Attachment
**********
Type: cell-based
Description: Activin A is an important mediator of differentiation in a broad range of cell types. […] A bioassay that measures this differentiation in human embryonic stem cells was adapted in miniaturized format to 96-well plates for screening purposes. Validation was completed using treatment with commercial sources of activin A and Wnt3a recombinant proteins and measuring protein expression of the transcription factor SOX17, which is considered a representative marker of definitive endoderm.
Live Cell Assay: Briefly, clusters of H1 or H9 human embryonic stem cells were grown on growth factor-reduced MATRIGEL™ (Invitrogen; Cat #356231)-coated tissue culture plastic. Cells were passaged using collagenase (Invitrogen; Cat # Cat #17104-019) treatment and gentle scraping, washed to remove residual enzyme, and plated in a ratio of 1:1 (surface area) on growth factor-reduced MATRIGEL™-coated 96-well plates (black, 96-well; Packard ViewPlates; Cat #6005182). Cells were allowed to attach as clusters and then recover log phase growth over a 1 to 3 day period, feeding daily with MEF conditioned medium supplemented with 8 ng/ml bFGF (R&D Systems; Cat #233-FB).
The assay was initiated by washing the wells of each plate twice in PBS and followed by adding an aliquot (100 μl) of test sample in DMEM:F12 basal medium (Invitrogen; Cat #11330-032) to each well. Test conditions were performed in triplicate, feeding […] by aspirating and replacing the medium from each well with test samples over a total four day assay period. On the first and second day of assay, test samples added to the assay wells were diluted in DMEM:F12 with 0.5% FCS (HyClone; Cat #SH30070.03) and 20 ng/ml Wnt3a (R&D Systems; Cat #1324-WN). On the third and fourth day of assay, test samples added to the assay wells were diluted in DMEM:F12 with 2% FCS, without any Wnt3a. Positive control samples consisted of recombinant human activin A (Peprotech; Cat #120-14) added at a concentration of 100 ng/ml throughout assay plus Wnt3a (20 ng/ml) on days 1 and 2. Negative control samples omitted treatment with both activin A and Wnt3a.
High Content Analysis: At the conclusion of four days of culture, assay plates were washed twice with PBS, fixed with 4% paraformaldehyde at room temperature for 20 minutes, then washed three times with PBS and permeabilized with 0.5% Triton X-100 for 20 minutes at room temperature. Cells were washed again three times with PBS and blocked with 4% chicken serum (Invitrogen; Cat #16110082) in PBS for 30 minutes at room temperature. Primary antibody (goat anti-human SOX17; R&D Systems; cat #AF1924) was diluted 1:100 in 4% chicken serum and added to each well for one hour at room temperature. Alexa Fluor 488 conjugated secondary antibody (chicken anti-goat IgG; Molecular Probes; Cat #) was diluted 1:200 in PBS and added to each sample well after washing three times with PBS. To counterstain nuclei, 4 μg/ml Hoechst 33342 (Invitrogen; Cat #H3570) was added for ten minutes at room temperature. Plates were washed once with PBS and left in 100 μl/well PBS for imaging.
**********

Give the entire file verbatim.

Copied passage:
Type: cell-based
Description: Activin A is an important mediator of differentiation in a broad range of cell types. […] A bioassay that measures this differentiation in human embryonic stem cells was adapted in miniaturized format to 96-well plates for screening purposes. Validation was completed using treatment with commercial sources of activin A and Wnt3a recombinant proteins and measuring protein expression of the transcription factor SOX17, which is considered a representative marker of definitive endoderm.
Live Cell Assay: Briefly, clusters of H1 or H9 human embryonic stem cells were grown on growth factor-reduced MATRIGEL™ (Invitrogen; Cat #356231)-coated tissue culture plastic. Cells were passaged using collagenase (Invitrogen; Cat # Cat #17104-019) treatment and gentle scraping, washed to remove residual enzyme, and plated in a ratio of 1:1 (surface area) on growth factor-reduced MATRIGEL™-coated 96-well plates (black, 96-well; Packard ViewPlates; Cat #6005182). Cells were allowed to attach as clusters and then recover log phase growth over a 1 to 3 day period, feeding daily with MEF conditioned medium supplemented with 8 ng/ml bFGF (R&D Systems; Cat #233-FB).
The assay was initiated by washing the wells of each plate twice in PBS and followed by adding an aliquot (100 μl) of test sample in DMEM:F12 basal medium (Invitrogen; Cat #11330-032) to each well. Test conditions were performed in triplicate, feeding […] by aspirating and replacing the medium from each well with test samples over a total four day assay period. On the first and second day of assay, test samples added to the assay wells were diluted in DMEM:F12 with 0.5% FCS (HyClone; Cat #SH30070.03) and 20 ng/ml Wnt3a (R&D Systems; Cat #1324-WN). On the third and fourth day of assay, test samples added to the assay wells were diluted in DMEM:F12 with 2% FCS, without any Wnt3a. Positive control samples consisted of recombinant human activin A (Peprotech; Cat #120-14) added at a concentration of 100 ng/ml throughout assay plus Wnt3a (20 ng/ml) on days 1 and 2. Negative control samples omitted treatment with both activin A and Wnt3a.
High Content Analysis: At the conclusion of four days of culture, assay plates were washed twice with PBS, fixed with 4% paraformaldehyde at room temperature for 20 minutes, then washed three times with PBS and permeabilized with 0.5% Triton X-100 for 20 minutes at room temperature. Cells were washed again three times with PBS and blocked with 4% chicken serum (Invitrogen; Cat #16110082) in PBS for 30 minutes at room temperature. Primary antibody (goat anti-human SOX17; R&D Systems; cat #AF1924) was diluted 1:100 in 4% chicken serum and added to each well for one hour at room temperature. Alexa Fluor 488 conjugated secondary antibody (chicken anti-goat IgG; Molecular Probes; Cat #) was diluted 1:200 in PBS and added to each sample well after washing three times with PBS. To counterstain nuclei, 4 μg/ml Hoechst 33342 (Invitrogen; Cat #H3570) was added for ten minutes at room temperature. Plates were washed once with PBS and left in 100 μl/well PBS for imaging.